A Calgary couple is warning other Canadians after losing nearly $20,000 to a fraudster who electronically transferred money out of their bank account.

Carmen and Dave Jordan say they were shocked to discover somebody could access their account and steal money via e-Transfers.

"(We were) the victims of some kind of fraud that I didn't even know was possible," Carmen told CTV Calgary.

The pair discovered the fraud while checking their bank statements, and say they have no idea how their account number and password was compromised.

Armed with that information, the fraudster was able to log into the Jordans' online banking, email $19,000 out, and then transfer that money to a new bank account under a false name.

The couple say their bank, First Calgary Financial, didn't seem surprised when they first got on touch about the loss.

Instead, Carmen told CTV Calgary, her husband was told to leave the branch and that someone would call them back. "I just thought they'd be more shocked."

The bank reimbursed the couple the full amount, but says it isn't at fault for the security breach.

"It actually has nothing to do with our banking system. The person's information has gotten into the wrong hands," the bank's communications director Alison Archambault said.

How to protect yourself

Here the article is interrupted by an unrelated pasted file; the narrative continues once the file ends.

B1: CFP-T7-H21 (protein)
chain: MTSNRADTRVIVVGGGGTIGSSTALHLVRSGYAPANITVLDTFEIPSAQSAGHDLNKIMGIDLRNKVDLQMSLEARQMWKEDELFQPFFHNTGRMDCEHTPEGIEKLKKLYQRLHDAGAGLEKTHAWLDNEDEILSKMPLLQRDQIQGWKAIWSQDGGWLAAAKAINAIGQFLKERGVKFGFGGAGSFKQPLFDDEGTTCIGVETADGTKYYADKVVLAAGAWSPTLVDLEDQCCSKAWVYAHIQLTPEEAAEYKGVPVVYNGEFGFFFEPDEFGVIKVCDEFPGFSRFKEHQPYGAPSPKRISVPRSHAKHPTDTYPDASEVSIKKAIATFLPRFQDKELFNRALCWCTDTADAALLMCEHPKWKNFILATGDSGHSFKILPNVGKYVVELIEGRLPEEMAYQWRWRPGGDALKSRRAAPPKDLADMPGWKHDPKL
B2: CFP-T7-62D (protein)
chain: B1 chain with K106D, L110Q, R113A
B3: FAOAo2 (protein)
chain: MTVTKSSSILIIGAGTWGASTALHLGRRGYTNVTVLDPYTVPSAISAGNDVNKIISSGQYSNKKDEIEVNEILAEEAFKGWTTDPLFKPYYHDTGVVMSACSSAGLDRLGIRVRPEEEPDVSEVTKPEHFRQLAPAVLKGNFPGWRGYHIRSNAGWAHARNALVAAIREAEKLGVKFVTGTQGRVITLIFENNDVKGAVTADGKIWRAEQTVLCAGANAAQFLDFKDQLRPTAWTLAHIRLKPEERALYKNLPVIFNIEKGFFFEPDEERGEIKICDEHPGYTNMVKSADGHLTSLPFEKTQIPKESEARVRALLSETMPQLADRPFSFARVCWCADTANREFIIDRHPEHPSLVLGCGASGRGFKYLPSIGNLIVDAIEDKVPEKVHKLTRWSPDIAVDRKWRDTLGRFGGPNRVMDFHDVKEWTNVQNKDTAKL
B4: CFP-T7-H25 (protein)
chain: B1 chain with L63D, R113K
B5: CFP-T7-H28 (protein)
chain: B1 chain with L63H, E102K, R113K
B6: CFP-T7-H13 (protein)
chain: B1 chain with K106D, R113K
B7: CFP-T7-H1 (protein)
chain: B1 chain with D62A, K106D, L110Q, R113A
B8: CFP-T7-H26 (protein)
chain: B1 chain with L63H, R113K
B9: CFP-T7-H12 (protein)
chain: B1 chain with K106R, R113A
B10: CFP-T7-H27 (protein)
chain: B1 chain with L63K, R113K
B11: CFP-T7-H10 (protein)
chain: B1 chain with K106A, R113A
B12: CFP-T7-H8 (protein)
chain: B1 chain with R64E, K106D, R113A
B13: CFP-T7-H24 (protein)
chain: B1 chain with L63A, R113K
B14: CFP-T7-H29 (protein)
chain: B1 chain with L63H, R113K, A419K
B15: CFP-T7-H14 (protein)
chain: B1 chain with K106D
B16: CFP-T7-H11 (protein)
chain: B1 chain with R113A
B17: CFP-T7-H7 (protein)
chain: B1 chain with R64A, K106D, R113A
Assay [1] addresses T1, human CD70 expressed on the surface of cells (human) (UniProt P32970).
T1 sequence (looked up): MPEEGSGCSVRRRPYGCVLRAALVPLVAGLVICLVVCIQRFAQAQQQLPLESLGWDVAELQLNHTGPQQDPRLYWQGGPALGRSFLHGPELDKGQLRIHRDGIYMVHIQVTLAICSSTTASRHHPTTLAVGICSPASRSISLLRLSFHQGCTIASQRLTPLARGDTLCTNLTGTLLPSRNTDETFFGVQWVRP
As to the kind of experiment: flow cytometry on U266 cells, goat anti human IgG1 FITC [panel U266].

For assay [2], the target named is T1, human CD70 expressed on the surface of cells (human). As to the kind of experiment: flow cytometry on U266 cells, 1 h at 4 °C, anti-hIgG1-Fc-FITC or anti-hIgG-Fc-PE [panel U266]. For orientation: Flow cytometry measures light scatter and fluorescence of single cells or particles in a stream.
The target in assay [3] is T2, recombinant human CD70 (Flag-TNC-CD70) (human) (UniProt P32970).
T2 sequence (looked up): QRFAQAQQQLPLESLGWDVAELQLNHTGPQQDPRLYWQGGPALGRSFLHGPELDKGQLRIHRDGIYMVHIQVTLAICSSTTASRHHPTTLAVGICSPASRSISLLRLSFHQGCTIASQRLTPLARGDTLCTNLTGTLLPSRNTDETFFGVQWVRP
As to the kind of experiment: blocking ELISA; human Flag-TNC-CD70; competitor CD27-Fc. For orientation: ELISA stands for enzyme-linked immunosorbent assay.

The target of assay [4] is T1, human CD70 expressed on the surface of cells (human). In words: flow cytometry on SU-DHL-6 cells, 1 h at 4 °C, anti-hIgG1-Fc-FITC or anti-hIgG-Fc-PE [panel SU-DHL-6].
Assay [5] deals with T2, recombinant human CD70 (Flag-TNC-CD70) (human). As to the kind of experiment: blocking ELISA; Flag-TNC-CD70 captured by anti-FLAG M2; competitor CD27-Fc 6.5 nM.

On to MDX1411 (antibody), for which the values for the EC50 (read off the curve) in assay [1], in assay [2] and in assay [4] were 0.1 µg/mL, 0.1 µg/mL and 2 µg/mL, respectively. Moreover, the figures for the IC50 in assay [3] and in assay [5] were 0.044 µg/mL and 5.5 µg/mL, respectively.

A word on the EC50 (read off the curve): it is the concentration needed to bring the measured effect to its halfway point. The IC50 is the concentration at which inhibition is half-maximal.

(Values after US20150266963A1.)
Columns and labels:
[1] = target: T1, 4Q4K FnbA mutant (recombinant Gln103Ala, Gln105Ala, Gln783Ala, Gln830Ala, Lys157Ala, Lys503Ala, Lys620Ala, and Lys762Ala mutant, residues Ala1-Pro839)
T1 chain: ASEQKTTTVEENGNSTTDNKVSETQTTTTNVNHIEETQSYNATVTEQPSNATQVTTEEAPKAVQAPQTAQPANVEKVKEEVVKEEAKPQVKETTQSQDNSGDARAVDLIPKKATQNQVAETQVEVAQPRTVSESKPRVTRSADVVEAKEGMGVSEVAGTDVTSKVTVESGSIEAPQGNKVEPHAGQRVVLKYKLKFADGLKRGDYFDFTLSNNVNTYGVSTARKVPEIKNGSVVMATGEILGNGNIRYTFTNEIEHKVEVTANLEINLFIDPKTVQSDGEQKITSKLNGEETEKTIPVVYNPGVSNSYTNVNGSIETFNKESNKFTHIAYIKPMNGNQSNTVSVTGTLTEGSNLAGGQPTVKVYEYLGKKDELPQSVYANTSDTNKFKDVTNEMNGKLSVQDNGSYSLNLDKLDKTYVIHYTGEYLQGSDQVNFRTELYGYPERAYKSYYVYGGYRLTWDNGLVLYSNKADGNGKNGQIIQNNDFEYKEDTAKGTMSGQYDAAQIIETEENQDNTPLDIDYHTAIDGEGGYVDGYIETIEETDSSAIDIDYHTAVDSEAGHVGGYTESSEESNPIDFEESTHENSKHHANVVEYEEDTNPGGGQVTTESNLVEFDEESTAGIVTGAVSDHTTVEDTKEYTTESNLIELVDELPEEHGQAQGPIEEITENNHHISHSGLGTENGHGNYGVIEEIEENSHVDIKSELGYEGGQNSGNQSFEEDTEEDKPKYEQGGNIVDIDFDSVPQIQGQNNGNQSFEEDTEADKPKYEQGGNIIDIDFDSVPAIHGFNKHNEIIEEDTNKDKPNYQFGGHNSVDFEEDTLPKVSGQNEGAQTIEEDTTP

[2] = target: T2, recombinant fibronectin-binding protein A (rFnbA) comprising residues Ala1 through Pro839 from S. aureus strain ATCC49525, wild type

Experts say thieves can use a number of techniques to compromise online bank account security.

Some use threats or rewards to convince people to give out private information over the phone. Others use a fake website to gather that information, a technique called "phishing." Often, victims are lured to fraudulent websites through emails that appear to be legitimate.

To prevent phishing, the RCMP says Canadians should be suspicious of any email or text message that urgently requests personal information. They also say to never send out personal or financial information via e-mail, and to avoid clicking on links in emails that claim to be secure.

Thieves also use a third technique to steal banking information without the account holder's knowledge. Fraudsters can install viruses and malware directly onto devices and track the users' keystrokes to crack passwords.

Cell phones and tablets are the most popular targets of this kind of fraud, a Calgary computer expert said.

"We have full computers that just happen to also work as a phone," said Daniel Ginter, a computer expert from Calgary's Tech Squad Inc. "So we need to defend them as if we were treating an actual computer."

To arm against viruses, Ginter recommended installing anti-virus software on phones and tablets, just as you would on a full computer.

He said the advice applies to both Apple and Microsoft powered devices, though viruses and malware target Apple products less frequently.

With files from CTV Calgary's Lea-Williams Doherty